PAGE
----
Uncut Gems review: the Safdies chase Adam Sandler’s gambler into the discomfort zone

Josh and Benny Safdie’s new movie is another compelling and grisly NYC pulp crime thriller, with a career-best Adam Sandler as a wheeling and dealing jeweller taking a steep bet against fate.

Tom Charity
Updated:

Adam Sandler as Howard Ratner in Uncut Gems

Adam Sandler as Howard Ratner in Uncut Gems

TIFF is probably the first place on earth where you might hear Adam Sandler touted as a contender for the Best Actor Academy Award. It could happen. Uncut Gems finds him in a ‘serious’ dramatic role, at the centre of an intense, jittery thriller from New York indie filmmakers the Safdie Brothers, Josh and Benny, who previously scored a minor hit with Robert Pattinson (Good Time) and earned raves for their grungy Heaven Knows What.

Uncut Gems has a similar edgy, propulsive, bebop beat: it’s falling over itself to tell the tale, the kind of morbid barroom anecdote you can imagine the hoods from Martin Scorsese’s Goodfellas sharing. (Scorsese has an executive producer credit here.)

Sandler is Howard Ratner, first seen from within his rectum as a camera probes his colon (the cut from a microscopic close up of a jewel to the interior of Howard’s rear end is one for the ages, a gag worthy of Kubrick). He has polyps, benign or otherwise; a mistress stashed in his Manhattan apartment; kids and a disillusioned wife at home. A wheeler-dealer, he’s living on the edge and then some, but convinced his latest deal – he’s paid out 100 grand for uncut black opals from Ethiopia on the strength of a YouTube clip – is the big score he’s been chasing his whole life. If only he can string along his many creditors until he can get the stones to auction…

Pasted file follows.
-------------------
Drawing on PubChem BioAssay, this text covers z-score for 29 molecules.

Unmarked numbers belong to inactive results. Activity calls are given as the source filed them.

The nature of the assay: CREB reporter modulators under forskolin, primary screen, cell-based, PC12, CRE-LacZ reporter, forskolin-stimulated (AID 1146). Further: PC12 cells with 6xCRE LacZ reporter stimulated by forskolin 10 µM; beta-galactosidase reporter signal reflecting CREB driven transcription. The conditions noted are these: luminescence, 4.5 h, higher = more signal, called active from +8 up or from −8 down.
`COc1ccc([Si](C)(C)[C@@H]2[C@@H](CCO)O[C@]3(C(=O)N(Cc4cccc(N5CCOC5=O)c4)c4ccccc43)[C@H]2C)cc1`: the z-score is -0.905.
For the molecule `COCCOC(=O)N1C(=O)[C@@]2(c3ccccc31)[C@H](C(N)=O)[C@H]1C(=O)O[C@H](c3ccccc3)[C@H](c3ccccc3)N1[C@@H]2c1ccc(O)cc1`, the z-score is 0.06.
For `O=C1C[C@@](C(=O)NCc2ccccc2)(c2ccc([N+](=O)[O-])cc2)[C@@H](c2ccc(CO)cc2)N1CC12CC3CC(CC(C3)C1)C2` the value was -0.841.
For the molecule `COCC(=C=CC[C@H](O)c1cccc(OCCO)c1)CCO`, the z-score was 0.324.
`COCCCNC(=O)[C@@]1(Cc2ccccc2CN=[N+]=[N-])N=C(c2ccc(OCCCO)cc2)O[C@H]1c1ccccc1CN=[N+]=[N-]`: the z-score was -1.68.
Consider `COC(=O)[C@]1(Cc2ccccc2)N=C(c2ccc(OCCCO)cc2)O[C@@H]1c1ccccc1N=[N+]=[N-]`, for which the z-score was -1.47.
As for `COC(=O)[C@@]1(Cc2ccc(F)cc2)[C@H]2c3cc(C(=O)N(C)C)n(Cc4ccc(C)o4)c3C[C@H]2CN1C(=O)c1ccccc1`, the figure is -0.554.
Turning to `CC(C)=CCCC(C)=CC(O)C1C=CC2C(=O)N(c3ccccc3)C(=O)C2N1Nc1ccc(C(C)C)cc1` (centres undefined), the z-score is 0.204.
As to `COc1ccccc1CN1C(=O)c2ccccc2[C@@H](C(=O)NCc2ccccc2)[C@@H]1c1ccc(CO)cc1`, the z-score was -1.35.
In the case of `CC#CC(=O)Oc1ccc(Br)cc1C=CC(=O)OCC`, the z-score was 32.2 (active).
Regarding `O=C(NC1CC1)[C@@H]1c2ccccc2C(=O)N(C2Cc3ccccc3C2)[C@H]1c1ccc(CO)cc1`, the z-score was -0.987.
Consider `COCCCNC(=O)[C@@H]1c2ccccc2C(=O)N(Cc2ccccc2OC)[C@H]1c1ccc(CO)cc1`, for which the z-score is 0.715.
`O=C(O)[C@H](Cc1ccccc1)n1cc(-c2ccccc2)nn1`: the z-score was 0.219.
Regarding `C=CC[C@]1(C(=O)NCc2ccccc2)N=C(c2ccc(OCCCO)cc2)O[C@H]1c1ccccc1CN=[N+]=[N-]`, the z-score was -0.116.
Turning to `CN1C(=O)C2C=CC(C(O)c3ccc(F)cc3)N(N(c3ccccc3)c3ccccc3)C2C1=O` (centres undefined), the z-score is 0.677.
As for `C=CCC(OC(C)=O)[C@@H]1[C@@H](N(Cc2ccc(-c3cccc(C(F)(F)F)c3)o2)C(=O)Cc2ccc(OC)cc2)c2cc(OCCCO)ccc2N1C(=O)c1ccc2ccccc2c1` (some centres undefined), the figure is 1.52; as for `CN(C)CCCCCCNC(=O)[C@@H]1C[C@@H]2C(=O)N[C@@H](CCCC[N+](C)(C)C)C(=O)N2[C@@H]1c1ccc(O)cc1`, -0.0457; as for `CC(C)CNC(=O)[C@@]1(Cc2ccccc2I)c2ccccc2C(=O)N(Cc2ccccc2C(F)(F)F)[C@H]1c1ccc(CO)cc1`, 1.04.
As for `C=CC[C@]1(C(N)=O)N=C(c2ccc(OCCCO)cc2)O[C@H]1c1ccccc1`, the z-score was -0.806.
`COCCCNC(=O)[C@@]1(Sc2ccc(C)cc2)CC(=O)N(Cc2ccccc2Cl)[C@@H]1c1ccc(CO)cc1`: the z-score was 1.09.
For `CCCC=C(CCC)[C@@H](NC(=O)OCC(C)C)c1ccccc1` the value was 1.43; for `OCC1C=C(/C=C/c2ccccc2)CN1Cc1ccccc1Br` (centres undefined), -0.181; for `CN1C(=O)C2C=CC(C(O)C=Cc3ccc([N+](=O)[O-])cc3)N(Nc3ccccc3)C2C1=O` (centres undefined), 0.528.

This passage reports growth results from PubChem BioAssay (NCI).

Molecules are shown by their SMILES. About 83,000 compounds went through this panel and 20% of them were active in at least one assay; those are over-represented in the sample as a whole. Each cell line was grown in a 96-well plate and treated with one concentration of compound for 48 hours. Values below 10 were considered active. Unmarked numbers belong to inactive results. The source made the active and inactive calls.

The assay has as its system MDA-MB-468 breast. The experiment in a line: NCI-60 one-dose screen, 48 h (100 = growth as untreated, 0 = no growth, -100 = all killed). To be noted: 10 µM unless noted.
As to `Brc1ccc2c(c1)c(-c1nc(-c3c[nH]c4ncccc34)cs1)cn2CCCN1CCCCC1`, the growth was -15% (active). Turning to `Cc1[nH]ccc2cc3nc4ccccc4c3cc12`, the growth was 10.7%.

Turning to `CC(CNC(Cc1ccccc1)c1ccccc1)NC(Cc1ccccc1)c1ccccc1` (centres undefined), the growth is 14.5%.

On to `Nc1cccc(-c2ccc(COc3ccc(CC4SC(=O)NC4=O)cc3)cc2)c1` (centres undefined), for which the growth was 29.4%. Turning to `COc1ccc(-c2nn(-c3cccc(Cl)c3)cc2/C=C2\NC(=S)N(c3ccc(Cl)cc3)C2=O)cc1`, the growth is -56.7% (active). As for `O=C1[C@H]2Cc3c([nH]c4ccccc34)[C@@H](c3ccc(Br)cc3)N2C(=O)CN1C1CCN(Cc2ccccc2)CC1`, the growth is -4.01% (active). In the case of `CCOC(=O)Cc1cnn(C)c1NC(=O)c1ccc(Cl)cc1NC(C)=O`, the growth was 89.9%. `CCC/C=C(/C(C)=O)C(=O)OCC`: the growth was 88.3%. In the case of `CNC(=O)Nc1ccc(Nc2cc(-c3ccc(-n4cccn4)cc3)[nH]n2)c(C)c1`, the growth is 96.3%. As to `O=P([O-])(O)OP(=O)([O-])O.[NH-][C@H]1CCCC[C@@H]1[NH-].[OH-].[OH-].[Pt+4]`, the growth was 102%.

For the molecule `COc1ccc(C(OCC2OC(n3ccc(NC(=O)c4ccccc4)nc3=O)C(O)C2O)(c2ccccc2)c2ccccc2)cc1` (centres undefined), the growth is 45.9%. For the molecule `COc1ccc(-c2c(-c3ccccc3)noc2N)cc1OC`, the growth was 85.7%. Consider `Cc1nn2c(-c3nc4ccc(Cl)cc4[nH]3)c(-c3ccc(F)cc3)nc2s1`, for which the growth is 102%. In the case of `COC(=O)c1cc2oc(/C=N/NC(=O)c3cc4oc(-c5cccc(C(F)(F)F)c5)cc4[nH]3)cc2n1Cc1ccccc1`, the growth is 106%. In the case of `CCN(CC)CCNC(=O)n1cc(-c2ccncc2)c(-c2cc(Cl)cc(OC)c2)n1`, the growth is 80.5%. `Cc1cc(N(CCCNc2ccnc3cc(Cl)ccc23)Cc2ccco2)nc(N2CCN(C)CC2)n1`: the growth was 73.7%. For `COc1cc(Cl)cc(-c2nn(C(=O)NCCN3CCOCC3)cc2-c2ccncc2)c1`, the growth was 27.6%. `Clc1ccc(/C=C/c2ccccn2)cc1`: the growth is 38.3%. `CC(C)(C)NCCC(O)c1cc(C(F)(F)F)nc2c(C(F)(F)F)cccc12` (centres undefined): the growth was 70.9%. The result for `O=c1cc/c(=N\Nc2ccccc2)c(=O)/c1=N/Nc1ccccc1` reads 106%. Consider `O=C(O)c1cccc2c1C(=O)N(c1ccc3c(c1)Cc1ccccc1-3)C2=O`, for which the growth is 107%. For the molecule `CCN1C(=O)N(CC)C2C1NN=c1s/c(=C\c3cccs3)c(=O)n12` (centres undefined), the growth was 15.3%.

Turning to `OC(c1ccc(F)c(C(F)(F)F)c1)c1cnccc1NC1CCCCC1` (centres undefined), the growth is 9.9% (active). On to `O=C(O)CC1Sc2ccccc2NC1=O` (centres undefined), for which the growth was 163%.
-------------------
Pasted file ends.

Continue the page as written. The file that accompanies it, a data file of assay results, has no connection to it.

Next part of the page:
This relatively simple goal is complicated by Howard’s greatest weakness and greatest vice. He is an an attention-seeker and a gambler, and like the driven antiheroes in the two movies of that name (and in the Dostoyevski novel before them) he just can’t resist the urge to get one over on fate. When NBA star Kevin Garnett walks into his showroom to buy a watch, Howard makes the mistake of gifting him a glimpse of the opals. Garnett is so smitten he insists on taking them to tonight’s game as a kind of talisman, and the jeweller figures he can rub that charm into a sizeable payoff… It’s a disastrous misjudgment.

Fans of Abel Ferrari’s Bad Lieutenant will dig how the Safdies dovetail Howard’s careening fortunes with a real-life NBA series from 2012, and the two films share a similar vibe, even if the Lieutenant’s Catholic masochism is very different from Howard’s compulsive need for 50 shades of more: attention, love, respect, oneupmanship, money, call it what you will. This reviewer isn’t qualified to dissect the character’s Jewish identity except to note that it’s clearly something the Safdies care about. Howard is no gangster; he wants to live a good life in the eyes of family and friends. Yet somehow he winds up locked in the trunk of his own SUV, naked, in the carpark at his kids’ school play, just one of several tragicomic humiliations he must endure.

Scorsese, Toback, Reisz, Ferrara… the Safdies don’t look out of place in this company; they are right at home in the discomfort zone. Uncut Gems is a prime slab of concentrated pulp storytelling in 135 New York minutes, gripping and remorseless, and probably the cruellest, funniest joke of Adam Sandler’s career.

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